Rendered Fat Content



A portion of the cover art from a 1957 edition of Gimpel The Fool, a short story collection by Isaac Bashevis Singer, translated by Saul Bellow: Noonday Press

"A well-stocked larder seems the source of most of my supper-related satisfaction."

I have been repeatedly accused of publishing food porn photographs to my social media feeds. I suppose that I am guilty as charged, but I never post the deeper and more representative portrait of my food life. I am mostly a schlemiel in the kitchen. I cannot for the life of me follow even simple recipes. I have not yet learned how to replicate a single dish, each one a genuine original, turning out as it turns out, with repeated practice, if anything, leading me further from a perfection than my initial accidental outcome suggested I might possess the skill to produce. I cannot seem to understand all the theories governing food preparation and do not reliably intuit oven temperatures, grill heat zones, or ratios. My meals are almost universally accidental convergences, relying much more upon luck and quality ingredients than upon my skill. Still, I've accreted somewhat of a reputation as a cook, one which has done nothing to blunt my ever-deepening sense that I remain an apron-wearing imposter holding a spatula just off camera.

The Muse seems nonetheless appreciative, if only because I remain mostly a reliable preparer.
More than nine times out of ten, supper will be almost ready and waiting for her when she drags in the door from the lab sometime in the early evening. She usually texts me to report when she's on the way, a fifteen minute warning tipping me off that I'd better be getting my butt in gear. I might leave the salad dressing for her to create, or wait until her shadow crosses the door before grilling, and the broccoli rabe always remains her sole responsibility, though I've chopped the garlic, laid out the proper pan, and set out some stock to assist her. The balance of supper will already be warm and waiting in a slow oven, or very nearly so. She'll have a brief fifteen minutes to check her social media and email before the clattering in the silverware drawer announces that supper's ready.

By long tradition, I eat little of whatever I cook. When I cater a supper for multitudes, I often refuse anything until after everyone's gone home, if then. I might slurp down a quick nibble of something when cleaning up the mess, but I'll more often reheat leftovers the following morning and call that last night's supper. Sometimes, even if I'm not attempting another loaves and fishes miracle, suppertime will find me not even vaguely interested in eating. I might drink a beer, read some, then head for bed early, figuring that I could probably use one fewer meals in my system. I sleep most placidly then.

In my youth, I considered breakfast the one essential meal of the day, though I usually ate little more than a single bowl of steel cut oatmeal with skim milk, maybe with a few dried currents sprinkled in. I'd often forget about lunch and arrived home later than The Muse does now to find my supper desiccated in the oven and the sinks overflowing with dirty dishes. I'd read bedtime stories to the kids then around the edges nibble while cleaning up before heading to bed half hungry, but still too wound up from the stressful workday to swallow much supper. Now, I find breakfast bothersome. I might rise at three or four am, but not remember about breakfast until nearly nine, when, if I'm keeping the car that day, I should be driving The Muse down to the Lab. Those mornings, I might not get around to breakfast until ten or eleven or even later, usually forgetting lunch or nibbling a little around three in lieu of lunch, a snack which often spoils my appetite for supper. The doctor prescribed some medication I'm supposed to take thirty minutes before breakfast and supper, but I usually take it a half hour after, since I rarely know that far in advance when either meal's going to happen.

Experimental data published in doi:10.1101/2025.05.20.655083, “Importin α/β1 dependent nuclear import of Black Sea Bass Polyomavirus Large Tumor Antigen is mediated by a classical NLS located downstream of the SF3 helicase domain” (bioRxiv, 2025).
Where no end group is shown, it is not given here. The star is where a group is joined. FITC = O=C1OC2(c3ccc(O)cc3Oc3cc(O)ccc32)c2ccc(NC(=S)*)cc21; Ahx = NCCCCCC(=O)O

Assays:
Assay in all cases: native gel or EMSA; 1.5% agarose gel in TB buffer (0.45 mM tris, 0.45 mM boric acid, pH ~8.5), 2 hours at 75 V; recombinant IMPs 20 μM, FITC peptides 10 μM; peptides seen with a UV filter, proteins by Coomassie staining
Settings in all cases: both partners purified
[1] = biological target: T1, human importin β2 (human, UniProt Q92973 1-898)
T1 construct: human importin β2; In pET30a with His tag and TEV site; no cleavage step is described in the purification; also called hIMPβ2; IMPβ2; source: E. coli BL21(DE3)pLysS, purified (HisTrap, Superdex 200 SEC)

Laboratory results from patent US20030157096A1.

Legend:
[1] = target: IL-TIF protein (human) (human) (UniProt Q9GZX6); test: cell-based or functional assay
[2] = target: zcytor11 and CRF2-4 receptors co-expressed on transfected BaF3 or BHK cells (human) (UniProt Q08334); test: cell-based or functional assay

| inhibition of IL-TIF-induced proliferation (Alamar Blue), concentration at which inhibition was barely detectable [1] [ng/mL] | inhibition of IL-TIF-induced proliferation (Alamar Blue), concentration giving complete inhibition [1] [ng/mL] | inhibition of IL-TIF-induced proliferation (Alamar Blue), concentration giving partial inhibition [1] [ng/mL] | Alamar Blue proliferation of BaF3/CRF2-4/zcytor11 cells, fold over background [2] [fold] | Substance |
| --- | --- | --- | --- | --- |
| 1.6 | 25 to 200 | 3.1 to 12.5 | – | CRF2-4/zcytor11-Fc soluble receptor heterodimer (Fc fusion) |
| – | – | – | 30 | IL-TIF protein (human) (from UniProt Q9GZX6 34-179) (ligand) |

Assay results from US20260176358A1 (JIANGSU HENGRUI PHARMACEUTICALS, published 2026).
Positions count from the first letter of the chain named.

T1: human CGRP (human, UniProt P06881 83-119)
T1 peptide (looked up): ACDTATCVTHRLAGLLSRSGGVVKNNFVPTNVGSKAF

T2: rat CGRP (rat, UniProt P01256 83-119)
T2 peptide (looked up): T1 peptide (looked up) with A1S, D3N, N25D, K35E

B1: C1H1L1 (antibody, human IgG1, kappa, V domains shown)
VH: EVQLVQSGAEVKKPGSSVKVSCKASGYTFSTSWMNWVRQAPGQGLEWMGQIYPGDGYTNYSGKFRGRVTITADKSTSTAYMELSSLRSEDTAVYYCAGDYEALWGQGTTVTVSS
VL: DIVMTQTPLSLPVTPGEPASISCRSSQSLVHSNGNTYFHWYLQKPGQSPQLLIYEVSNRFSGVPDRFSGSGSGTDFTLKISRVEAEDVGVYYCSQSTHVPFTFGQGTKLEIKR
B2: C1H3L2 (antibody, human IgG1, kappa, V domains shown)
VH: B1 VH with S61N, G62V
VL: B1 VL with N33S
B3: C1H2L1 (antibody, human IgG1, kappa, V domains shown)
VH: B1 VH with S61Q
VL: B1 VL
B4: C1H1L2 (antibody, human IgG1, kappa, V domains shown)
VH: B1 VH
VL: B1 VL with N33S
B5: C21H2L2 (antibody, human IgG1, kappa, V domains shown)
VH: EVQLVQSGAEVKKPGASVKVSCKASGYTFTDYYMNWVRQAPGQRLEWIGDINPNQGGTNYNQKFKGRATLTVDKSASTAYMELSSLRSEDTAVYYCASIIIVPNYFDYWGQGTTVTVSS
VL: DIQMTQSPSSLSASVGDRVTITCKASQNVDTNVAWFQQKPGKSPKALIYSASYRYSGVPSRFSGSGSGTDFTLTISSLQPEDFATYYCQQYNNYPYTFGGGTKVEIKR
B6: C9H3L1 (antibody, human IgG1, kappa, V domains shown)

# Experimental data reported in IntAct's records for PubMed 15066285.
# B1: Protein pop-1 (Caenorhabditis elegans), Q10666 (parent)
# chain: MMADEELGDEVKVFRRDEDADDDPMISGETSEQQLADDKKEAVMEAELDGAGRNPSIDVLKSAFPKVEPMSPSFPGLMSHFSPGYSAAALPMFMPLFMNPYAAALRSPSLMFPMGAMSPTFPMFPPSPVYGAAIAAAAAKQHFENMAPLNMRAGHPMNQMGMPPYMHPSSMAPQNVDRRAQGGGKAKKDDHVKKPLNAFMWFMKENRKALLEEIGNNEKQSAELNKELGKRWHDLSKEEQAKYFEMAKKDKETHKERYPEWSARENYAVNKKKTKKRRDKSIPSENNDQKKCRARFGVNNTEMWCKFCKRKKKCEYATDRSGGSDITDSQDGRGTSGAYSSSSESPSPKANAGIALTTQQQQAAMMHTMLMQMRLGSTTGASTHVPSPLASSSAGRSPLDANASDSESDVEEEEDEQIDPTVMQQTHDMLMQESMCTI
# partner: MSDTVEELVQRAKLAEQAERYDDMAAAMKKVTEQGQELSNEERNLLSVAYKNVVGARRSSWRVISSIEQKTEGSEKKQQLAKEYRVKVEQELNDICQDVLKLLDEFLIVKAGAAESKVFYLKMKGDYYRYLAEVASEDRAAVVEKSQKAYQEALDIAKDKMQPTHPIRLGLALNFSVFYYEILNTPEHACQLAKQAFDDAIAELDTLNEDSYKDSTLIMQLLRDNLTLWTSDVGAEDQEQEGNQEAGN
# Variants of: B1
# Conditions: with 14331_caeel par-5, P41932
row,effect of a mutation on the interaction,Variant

I keep a pot of leftover beans or steel-cut oatmeal in the back of the larder fridge. One of these most often serves as my breakfast. A quick bowl of beans with a few parboiled potato quarters and a generous dollop of green chile stirred in, very occasionally with a coddled egg or two on top, makes for what I consider to be the perfect breakfast. Any leftovers just go back into the fridge until tomorrow morning. Clean-up's a single bowl and a spoon. By noon, I'm rarely feeling very hungry. By suppertime, two hours of preparatory cooking's leached most of my appetite out of me. Meal time's more focused upon developing a strategy for quickly cleaning up than it is on satisfying hunger. I only rarely ever feel very hungry.

The Muse insists that I mostly live in my head. My head has no stomach, and prefers to be fed a decent story or a cold beer or two. Meal time's SchlemielTime for me, a part of the day reserved especially for me to demonstrate just how inept I am in the kitchen. I rarely feel very masterful there, though I often astound myself when I recognize that I've actually created some food porn-worthy creation without chopping off a finger or limb. I produce scads of leftovers which either turn into my supper-spoiling late afternoon snacks or a science project before anyone can get back to them. A well-stocked larder seems the source of most of my supper-related satisfaction. The actual food? Meh!

©2019 by David A. Schmaltz - all rights reserved

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